The NPR podcast Planet Money (one of our team’s favorite listens) recently featured a story on Stephen Ranzini, who runs a community bank in Ann Arbor. Stephen’s bank had been given an award for serving the often under-served members of his community, but was confronted by a community member whose demographic needs were not being addressed by the bank.
As it turns out Stephen’s bank is located in part of the country with a huge Muslim population, and this community member said that Muslims are not supposed to pay or receive interest. Naturally, Stephen didn’t think it was possible to offer products, such as mortgages, without charging interest, but was intrigued by the challenge.
Stephen decided to take on the challenge and did his research as he tried to create a financial product that would be conform to his Muslim customer’s religious needs.
It turns out you can create a mortgage without interest. Well… sort of.
You’ll have to give it a listen to this great story from NPR to hear all the details.
For our team, there’s an adrenaline rush that comes from making something new and sending it out into the world to have it impact the lives of our customers. We love building.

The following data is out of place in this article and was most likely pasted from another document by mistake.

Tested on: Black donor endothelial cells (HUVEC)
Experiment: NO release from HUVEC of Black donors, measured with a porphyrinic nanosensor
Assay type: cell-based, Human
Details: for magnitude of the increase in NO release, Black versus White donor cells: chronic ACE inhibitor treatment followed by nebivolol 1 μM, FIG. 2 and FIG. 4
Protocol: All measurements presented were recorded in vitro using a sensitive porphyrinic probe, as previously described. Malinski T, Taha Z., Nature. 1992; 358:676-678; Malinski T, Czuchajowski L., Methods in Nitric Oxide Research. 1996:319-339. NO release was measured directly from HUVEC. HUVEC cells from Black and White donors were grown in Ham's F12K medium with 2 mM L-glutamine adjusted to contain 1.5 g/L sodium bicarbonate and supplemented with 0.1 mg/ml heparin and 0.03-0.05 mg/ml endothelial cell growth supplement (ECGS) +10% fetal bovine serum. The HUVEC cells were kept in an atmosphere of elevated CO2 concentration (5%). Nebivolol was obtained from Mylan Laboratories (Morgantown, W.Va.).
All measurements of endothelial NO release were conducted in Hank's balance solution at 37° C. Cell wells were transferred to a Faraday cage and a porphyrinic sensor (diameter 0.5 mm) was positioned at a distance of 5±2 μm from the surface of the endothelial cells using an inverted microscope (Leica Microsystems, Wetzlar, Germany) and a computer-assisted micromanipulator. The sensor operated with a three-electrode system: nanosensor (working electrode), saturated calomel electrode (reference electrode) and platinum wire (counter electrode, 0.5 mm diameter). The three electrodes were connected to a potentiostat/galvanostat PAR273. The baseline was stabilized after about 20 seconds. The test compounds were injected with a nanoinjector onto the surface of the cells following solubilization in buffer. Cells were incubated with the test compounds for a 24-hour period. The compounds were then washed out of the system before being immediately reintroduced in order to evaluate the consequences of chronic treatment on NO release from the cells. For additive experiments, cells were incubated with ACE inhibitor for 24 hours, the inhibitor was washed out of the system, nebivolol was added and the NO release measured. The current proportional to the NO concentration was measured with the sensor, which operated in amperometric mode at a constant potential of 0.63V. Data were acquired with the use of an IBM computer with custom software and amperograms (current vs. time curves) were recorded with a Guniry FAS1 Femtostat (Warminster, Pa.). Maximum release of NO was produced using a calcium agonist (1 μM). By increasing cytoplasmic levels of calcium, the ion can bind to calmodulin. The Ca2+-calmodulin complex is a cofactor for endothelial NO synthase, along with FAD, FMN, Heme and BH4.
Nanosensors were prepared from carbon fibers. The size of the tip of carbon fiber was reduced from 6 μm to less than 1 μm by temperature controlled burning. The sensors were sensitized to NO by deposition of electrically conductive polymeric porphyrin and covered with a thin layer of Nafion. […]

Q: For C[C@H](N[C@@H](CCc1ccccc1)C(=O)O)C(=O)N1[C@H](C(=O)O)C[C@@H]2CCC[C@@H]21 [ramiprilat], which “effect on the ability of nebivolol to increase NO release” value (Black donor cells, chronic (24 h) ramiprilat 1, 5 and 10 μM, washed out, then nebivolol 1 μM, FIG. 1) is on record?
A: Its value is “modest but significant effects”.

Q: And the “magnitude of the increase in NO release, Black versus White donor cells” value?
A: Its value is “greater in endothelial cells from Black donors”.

Below are a few of the ideals that drive our product development. Hopefully a few of these will help explain the method behind how we work.
Make something people love
It’s tempting to make a product that 100 people use and like (sort of!) instead of making a product that 10 people love. Our product decisions will help create fanatics.
Listen to what’s not being said
Anyone can ask what features should our product include. Then do all of those things and end up with bloated software. We spend time with users observing behavior beyond what is said.
We view every interaction as a way to gain empathy. We aren’t defensive about critical feedback, rather we use that as a way to deepen our empathy for those that use our product.
Each release of a new feature is meant to help us learn something about the world and those that use our product. We readily admit, that we don’t know everything right now. On the contrary, learning quickly means that we accelerate our knowledge over time. This is the beginning, not the end.
One way to build bad software is to do everything suggested by every user. Beginning with empathy first, we can focus on the features that deliver the most value. If everything is a priority, nothing is a priority.
Focus on outcomes
We exist to help lenders become more successful. Currently, that means saving time chasing down paperwork. We never want to lose site of the end goal. Every feature, every release should help us move towards our end goal.